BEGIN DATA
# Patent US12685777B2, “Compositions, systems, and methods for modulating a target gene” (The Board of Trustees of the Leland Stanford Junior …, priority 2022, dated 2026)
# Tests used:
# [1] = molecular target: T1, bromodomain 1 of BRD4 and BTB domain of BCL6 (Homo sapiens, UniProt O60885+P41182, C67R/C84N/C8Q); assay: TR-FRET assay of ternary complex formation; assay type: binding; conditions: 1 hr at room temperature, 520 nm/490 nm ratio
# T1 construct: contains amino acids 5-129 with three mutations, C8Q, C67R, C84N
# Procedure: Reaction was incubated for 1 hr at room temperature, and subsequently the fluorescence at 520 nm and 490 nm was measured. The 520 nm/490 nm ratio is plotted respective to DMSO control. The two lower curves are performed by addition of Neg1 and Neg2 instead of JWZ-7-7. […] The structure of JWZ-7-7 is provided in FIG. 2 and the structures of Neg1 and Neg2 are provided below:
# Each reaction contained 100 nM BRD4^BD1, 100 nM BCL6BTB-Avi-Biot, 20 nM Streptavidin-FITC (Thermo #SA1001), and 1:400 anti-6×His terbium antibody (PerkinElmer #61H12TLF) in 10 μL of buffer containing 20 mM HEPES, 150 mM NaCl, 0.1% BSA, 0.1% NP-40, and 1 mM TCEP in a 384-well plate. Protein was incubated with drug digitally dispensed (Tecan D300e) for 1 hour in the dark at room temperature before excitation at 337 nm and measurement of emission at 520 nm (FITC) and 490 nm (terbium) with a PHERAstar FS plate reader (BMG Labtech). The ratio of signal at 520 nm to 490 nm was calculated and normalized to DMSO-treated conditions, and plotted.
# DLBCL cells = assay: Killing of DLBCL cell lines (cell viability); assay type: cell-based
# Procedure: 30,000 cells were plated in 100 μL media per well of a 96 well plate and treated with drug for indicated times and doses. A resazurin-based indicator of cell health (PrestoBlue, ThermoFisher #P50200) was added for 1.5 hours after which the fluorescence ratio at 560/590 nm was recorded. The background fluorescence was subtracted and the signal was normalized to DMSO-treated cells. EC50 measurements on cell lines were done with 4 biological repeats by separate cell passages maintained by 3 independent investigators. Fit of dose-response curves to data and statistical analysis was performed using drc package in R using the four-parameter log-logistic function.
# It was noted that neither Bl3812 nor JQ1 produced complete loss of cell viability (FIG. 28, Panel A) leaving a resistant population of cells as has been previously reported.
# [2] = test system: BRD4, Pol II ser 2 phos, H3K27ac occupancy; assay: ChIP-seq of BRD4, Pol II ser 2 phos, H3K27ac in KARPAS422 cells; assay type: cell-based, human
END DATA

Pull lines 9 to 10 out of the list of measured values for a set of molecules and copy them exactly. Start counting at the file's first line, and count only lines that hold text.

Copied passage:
# It was noted that neither Bl3812 nor JQ1 produced complete loss of cell viability (FIG. 28, Panel A) leaving a resistant population of cells as has been previously reported.
# [2] = test system: BRD4, Pol II ser 2 phos, H3K27ac occupancy; assay: ChIP-seq of BRD4, Pol II ser 2 phos, H3K27ac in KARPAS422 cells; assay type: cell-based, human